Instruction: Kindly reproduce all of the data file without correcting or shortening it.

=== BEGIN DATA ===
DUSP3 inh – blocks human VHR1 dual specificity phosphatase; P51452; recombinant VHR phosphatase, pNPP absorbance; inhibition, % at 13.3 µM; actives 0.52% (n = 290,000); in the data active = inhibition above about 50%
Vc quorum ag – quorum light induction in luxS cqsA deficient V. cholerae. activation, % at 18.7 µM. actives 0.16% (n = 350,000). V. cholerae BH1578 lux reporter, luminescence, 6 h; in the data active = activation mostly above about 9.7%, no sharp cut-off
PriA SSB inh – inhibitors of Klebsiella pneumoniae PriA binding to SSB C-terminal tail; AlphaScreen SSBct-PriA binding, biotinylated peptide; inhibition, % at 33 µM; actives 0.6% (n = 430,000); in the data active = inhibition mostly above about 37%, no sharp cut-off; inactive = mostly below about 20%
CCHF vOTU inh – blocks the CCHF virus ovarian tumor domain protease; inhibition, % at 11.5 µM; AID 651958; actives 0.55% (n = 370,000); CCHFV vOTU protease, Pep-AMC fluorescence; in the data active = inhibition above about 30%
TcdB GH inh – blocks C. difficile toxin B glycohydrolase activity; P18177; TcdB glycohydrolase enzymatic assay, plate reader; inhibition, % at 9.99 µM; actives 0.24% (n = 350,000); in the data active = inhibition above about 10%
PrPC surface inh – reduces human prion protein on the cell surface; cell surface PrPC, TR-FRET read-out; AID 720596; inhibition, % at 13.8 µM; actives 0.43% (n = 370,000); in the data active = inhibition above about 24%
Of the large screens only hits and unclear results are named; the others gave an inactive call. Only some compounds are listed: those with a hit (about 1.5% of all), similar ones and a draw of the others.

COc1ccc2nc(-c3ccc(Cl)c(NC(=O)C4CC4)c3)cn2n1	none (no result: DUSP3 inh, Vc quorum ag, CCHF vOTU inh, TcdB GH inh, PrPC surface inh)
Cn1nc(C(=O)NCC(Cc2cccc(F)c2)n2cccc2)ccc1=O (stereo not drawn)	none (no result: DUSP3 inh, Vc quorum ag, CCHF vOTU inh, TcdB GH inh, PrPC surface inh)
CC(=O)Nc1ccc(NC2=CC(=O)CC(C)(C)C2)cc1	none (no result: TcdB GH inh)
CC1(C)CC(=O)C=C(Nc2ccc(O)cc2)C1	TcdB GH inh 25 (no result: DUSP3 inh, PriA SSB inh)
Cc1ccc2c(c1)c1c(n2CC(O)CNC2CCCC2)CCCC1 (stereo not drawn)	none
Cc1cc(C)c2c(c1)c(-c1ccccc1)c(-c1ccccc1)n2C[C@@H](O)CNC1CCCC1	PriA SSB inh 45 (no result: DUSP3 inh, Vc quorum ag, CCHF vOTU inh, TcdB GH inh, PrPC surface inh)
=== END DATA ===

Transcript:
DUSP3 inh – blocks human VHR1 dual specificity phosphatase; P51452; recombinant VHR phosphatase, pNPP absorbance; inhibition, % at 13.3 µM; actives 0.52% (n = 290,000); in the data active = inhibition above about 50%
Vc quorum ag – quorum light induction in luxS cqsA deficient V. cholerae. activation, % at 18.7 µM. actives 0.16% (n = 350,000). V. cholerae BH1578 lux reporter, luminescence, 6 h; in the data active = activation mostly above about 9.7%, no sharp cut-off
PriA SSB inh – inhibitors of Klebsiella pneumoniae PriA binding to SSB C-terminal tail; AlphaScreen SSBct-PriA binding, biotinylated peptide; inhibition, % at 33 µM; actives 0.6% (n = 430,000); in the data active = inhibition mostly above about 37%, no sharp cut-off; inactive = mostly below about 20%
CCHF vOTU inh – blocks the CCHF virus ovarian tumor domain protease; inhibition, % at 11.5 µM; AID 651958; actives 0.55% (n = 370,000); CCHFV vOTU protease, Pep-AMC fluorescence; in the data active = inhibition above about 30%
TcdB GH inh – blocks C. difficile toxin B glycohydrolase activity; P18177; TcdB glycohydrolase enzymatic assay, plate reader; inhibition, % at 9.99 µM; actives 0.24% (n = 350,000); in the data active = inhibition above about 10%
PrPC surface inh – reduces human prion protein on the cell surface; cell surface PrPC, TR-FRET read-out; AID 720596; inhibition, % at 13.8 µM; actives 0.43% (n = 370,000); in the data active = inhibition above about 24%
Of the large screens only hits and unclear results are named; the others gave an inactive call. Only some compounds are listed: those with a hit (about 1.5% of all), similar ones and a draw of the others.

COc1ccc2nc(-c3ccc(Cl)c(NC(=O)C4CC4)c3)cn2n1	none (no result: DUSP3 inh, Vc quorum ag, CCHF vOTU inh, TcdB GH inh, PrPC surface inh)
Cn1nc(C(=O)NCC(Cc2cccc(F)c2)n2cccc2)ccc1=O (stereo not drawn)	none (no result: DUSP3 inh, Vc quorum ag, CCHF vOTU inh, TcdB GH inh, PrPC surface inh)
CC(=O)Nc1ccc(NC2=CC(=O)CC(C)(C)C2)cc1	none (no result: TcdB GH inh)
CC1(C)CC(=O)C=C(Nc2ccc(O)cc2)C1	TcdB GH inh 25 (no result: DUSP3 inh, PriA SSB inh)
Cc1ccc2c(c1)c1c(n2CC(O)CNC2CCCC2)CCCC1 (stereo not drawn)	none
Cc1cc(C)c2c(c1)c(-c1ccccc1)c(-c1ccccc1)n2C[C@@H](O)CNC1CCCC1	PriA SSB inh 45 (no result: DUSP3 inh, Vc quorum ag, CCHF vOTU inh, TcdB GH inh, PrPC surface inh)